Photography with disposable cameras?
Im going to be starting a photography workshop in a few weeks that will run over the course of the summer with a small group of teenagers who are from distressed backgrounds or "disadvantaged" (a word i hate to use!)
i did a photography course about 3 years ago, and i am aware of all the aspects of photography. i think i am pretty good at it, i wouldnt say im professional, but i do know a fair bit with regards to digital photography, and personally, i much prefer film photography. i love photography as a hobby mainly.
unfortunately, our budget isnt going to be very high, so we are going to be using disposable cameras. i believe that any camera can take a brilliant picture, and that just because someone might have the best of the best equipment, doesn't mean they are a good photographer. but obviously, its just point and shoot on a disposable camera, and messing around with shutter speeds and apertures etc are completely out for us!
this is a project i want to do with these kids to get them to express themselves. i mainly want them to just enjoy it and keep interest in it. im very nervous about it too. and it will be a great learning experience for me too. i have never taught something in a official kind of way. i want this to be a fun, relaxing (almost theraputic) and exciting experience for these kids. i want it to be more about them coming out of themselves rather than taking a perfect picture.
has anyone any tips on teaching this course??
does anyone have any tips on how to get the most out of a disposable camera??
i bought some today and have been messing around with one around my house but wont know until they are developed what i'll be working with. i also plan on letting them edit their pictures with a free software (picassa maybe) on the community centers computers (after i scan in all of their pics!) and we are going to have a little exhibition for them at the end of the summer, just with parents and friends, something small.
im really excited, but before i start it,i want to be prepared and any ideas, tips and tricks would be greatly appreciated!
just a note to everyone, i was really inspired to do this after seeing a very interesting documentary a few months back. a photographer travelled to calcutta to document the red light district there. she started teaching the kids, who were children of prostitutes, photography to give them some kind of outlet. and it was well and truly worth the watch. its called Born into Brothels, and if you haven't seen it, it is definitely worthwhile!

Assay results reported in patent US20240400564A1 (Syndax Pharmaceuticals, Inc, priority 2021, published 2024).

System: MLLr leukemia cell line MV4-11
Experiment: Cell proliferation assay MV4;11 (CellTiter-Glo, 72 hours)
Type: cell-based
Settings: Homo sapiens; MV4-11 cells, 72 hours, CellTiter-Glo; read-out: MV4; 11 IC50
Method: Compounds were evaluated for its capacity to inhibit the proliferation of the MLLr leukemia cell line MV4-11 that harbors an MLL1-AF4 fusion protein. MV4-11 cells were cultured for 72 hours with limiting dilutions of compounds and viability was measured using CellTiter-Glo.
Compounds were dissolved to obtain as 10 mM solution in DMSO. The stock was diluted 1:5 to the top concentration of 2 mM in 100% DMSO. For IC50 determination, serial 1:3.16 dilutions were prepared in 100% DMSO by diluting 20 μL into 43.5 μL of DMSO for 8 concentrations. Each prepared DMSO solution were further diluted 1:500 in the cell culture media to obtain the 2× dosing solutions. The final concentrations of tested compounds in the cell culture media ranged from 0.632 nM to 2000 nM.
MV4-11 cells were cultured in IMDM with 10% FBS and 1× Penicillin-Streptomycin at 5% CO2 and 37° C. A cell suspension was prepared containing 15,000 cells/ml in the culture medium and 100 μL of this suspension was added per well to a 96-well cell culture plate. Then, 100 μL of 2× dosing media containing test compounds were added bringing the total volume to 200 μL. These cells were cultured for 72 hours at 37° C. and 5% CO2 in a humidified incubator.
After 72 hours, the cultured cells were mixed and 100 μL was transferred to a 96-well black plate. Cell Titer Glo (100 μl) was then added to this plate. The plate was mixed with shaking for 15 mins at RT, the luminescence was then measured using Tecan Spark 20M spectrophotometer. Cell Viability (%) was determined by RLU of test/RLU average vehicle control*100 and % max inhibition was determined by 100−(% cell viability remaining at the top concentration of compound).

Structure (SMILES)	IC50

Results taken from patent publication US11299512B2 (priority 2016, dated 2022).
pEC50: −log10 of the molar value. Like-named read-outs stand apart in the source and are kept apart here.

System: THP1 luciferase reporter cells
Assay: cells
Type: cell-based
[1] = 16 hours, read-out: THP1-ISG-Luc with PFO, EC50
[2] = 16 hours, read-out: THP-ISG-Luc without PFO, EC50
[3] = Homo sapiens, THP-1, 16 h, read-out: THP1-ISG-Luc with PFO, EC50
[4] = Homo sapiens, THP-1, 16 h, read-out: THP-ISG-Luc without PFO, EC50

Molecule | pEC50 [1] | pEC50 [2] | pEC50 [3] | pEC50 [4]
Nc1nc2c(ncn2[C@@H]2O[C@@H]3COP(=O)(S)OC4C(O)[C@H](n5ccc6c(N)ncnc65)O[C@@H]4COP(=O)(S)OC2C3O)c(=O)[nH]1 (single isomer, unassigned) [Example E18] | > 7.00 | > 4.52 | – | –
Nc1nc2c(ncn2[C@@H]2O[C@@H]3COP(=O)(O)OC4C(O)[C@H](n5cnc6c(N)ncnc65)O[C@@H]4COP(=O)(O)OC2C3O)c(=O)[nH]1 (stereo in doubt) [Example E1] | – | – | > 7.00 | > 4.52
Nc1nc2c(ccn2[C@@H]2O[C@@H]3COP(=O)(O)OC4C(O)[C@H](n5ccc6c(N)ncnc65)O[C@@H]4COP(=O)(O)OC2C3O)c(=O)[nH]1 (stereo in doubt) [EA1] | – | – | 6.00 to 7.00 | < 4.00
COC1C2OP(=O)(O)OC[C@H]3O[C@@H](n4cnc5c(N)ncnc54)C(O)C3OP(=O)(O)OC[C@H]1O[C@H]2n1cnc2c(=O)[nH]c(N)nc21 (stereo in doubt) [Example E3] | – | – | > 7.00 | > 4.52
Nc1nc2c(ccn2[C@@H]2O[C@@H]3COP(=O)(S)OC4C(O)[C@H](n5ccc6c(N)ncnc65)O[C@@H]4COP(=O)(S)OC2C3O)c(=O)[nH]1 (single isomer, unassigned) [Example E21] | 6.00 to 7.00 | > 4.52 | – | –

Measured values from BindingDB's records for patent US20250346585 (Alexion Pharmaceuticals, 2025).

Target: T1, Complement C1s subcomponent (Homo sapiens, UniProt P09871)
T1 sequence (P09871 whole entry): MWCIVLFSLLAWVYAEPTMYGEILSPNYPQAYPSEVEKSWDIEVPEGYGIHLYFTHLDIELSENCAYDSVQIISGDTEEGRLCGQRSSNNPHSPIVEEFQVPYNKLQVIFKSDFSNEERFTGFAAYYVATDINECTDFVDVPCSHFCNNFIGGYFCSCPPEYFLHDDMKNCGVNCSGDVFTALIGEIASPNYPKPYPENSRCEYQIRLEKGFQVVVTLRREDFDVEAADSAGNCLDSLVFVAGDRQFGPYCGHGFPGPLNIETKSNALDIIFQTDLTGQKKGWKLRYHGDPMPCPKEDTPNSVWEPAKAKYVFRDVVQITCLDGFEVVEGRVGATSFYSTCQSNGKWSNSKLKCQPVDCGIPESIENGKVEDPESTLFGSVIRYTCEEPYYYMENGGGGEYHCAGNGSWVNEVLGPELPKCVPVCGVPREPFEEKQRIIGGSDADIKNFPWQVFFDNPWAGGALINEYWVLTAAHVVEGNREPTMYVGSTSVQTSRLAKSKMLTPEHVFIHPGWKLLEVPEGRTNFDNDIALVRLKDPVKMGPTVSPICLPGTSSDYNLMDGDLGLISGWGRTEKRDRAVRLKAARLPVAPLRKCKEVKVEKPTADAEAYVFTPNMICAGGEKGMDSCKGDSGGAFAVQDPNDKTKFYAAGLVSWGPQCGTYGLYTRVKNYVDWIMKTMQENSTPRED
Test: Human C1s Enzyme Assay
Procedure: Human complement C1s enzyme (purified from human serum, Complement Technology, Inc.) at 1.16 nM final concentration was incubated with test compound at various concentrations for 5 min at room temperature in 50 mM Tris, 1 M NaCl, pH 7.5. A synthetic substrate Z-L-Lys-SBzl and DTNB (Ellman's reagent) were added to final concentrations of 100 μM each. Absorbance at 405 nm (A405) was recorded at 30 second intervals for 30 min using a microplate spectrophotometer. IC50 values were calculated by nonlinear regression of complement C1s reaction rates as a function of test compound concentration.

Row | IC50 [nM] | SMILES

Sounds like an interesting and quite possibly a very rewarding project! Something kids might end up teaching adult something instead....
I think use of disposable camera is a great idea. Not only would it not let you choose shutter speed and aperture, it actually frees you from all the technicality we all get way too involved in from time to time. What you got is a camera and your view of the world - nothing else.
I know there are several types of these available. It might be interesting to let your kids choose color type and B&W type. I know Kodak has a C-41 B&W type. I'd imagine you'll end up getting film scanned at the lab....
I'd actually be interested in seeing your exhibition if you can make it somehow available online.
Is this going to be done in the United States? Maybe if you approach businesses, they can donate you some of those cameras? I bet there are expired ones available....
Good luck to you.
Develop, stop, fix.... wait.... where's my film?
People only learn from being challenged and being able to use/practice what they are told. Focus solely on the creative side... posing, lighting, composition, balance, etc. because they'll have no control of anything else. Nothing is worse than being "taught something" without any control to put it to use. What they cannot practice/control is useless to them. Only teach them what they can use/practice with the tools entrusted to them. Empowerment is everything.
By the way.... WELCOME TO APUG!!
Develop, stop, fix.... wait.... where's my film?
Awesome - i will be doing a similar class this summer with young kids (like 10 year olds). Disposable cameras are a great idea. I was considering making pinhole cameras...